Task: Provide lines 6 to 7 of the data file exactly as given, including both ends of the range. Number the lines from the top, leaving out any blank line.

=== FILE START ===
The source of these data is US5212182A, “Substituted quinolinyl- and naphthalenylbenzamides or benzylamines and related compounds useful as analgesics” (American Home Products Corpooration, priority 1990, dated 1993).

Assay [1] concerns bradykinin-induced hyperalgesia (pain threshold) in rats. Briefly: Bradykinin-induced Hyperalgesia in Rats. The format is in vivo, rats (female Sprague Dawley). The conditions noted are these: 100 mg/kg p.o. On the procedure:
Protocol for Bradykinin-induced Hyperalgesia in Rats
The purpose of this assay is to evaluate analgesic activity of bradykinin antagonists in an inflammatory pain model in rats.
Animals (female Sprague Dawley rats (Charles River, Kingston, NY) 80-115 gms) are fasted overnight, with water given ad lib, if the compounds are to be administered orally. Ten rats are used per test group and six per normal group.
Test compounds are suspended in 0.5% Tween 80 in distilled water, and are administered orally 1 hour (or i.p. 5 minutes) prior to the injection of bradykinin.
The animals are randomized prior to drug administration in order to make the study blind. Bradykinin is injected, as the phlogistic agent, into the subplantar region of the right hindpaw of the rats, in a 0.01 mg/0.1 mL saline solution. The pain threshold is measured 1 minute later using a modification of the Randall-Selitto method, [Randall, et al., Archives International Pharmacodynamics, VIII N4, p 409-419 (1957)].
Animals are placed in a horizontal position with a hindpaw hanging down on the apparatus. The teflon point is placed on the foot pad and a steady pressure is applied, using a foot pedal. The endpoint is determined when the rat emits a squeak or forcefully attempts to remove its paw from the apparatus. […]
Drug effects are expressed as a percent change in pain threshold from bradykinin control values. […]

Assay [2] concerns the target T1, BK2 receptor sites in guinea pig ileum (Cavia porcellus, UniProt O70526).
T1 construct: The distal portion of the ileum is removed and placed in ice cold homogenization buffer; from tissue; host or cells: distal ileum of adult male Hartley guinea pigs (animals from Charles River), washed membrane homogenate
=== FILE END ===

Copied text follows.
Test compounds are suspended in 0.5% Tween 80 in distilled water, and are administered orally 1 hour (or i.p. 5 minutes) prior to the injection of bradykinin.
The animals are randomized prior to drug administration in order to make the study blind. Bradykinin is injected, as the phlogistic agent, into the subplantar region of the right hindpaw of the rats, in a 0.01 mg/0.1 mL saline solution. The pain threshold is measured 1 minute later using a modification of the Randall-Selitto method, [Randall, et al., Archives International Pharmacodynamics, VIII N4, p 409-419 (1957)].